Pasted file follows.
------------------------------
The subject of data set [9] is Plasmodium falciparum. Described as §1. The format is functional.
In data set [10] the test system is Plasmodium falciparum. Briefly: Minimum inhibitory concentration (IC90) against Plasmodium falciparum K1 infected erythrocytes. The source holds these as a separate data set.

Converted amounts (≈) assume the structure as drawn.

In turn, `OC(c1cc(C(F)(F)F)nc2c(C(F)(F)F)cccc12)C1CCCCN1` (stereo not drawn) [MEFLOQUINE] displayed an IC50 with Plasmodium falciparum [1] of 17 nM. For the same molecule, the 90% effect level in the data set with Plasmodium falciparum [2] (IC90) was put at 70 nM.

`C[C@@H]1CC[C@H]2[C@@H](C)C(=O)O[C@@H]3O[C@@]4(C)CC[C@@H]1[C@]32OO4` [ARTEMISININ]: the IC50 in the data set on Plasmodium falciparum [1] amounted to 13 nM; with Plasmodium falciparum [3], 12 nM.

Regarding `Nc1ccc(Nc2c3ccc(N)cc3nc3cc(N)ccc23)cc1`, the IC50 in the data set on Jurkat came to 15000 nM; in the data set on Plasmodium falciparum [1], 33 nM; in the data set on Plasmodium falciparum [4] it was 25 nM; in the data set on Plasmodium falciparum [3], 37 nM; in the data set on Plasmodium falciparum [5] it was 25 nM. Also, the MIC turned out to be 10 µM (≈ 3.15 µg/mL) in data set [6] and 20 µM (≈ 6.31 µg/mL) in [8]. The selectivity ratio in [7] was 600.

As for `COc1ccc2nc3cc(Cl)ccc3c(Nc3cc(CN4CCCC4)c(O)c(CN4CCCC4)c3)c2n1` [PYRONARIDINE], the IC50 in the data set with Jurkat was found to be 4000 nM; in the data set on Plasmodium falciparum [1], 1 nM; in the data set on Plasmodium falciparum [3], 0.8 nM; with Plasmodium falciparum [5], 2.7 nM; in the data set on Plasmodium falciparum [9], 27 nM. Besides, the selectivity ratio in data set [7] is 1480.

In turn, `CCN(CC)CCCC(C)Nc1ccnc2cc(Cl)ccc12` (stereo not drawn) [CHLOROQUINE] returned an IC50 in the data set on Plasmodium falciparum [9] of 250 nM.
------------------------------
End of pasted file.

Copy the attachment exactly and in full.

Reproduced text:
The subject of data set [9] is Plasmodium falciparum. Described as §1. The format is functional.
In data set [10] the test system is Plasmodium falciparum. Briefly: Minimum inhibitory concentration (IC90) against Plasmodium falciparum K1 infected erythrocytes. The source holds these as a separate data set.

Converted amounts (≈) assume the structure as drawn.

In turn, `OC(c1cc(C(F)(F)F)nc2c(C(F)(F)F)cccc12)C1CCCCN1` (stereo not drawn) [MEFLOQUINE] displayed an IC50 with Plasmodium falciparum [1] of 17 nM. For the same molecule, the 90% effect level in the data set with Plasmodium falciparum [2] (IC90) was put at 70 nM.

`C[C@@H]1CC[C@H]2[C@@H](C)C(=O)O[C@@H]3O[C@@]4(C)CC[C@@H]1[C@]32OO4` [ARTEMISININ]: the IC50 in the data set on Plasmodium falciparum [1] amounted to 13 nM; with Plasmodium falciparum [3], 12 nM.

Regarding `Nc1ccc(Nc2c3ccc(N)cc3nc3cc(N)ccc23)cc1`, the IC50 in the data set on Jurkat came to 15000 nM; in the data set on Plasmodium falciparum [1], 33 nM; in the data set on Plasmodium falciparum [4] it was 25 nM; in the data set on Plasmodium falciparum [3], 37 nM; in the data set on Plasmodium falciparum [5] it was 25 nM. Also, the MIC turned out to be 10 µM (≈ 3.15 µg/mL) in data set [6] and 20 µM (≈ 6.31 µg/mL) in [8]. The selectivity ratio in [7] was 600.

As for `COc1ccc2nc3cc(Cl)ccc3c(Nc3cc(CN4CCCC4)c(O)c(CN4CCCC4)c3)c2n1` [PYRONARIDINE], the IC50 in the data set with Jurkat was found to be 4000 nM; in the data set on Plasmodium falciparum [1], 1 nM; in the data set on Plasmodium falciparum [3], 0.8 nM; with Plasmodium falciparum [5], 2.7 nM; in the data set on Plasmodium falciparum [9], 27 nM. Besides, the selectivity ratio in data set [7] is 1480.

In turn, `CCN(CC)CCCC(C)Nc1ccnc2cc(Cl)ccc12` (stereo not drawn) [CHLOROQUINE] returned an IC50 in the data set on Plasmodium falciparum [9] of 250 nM.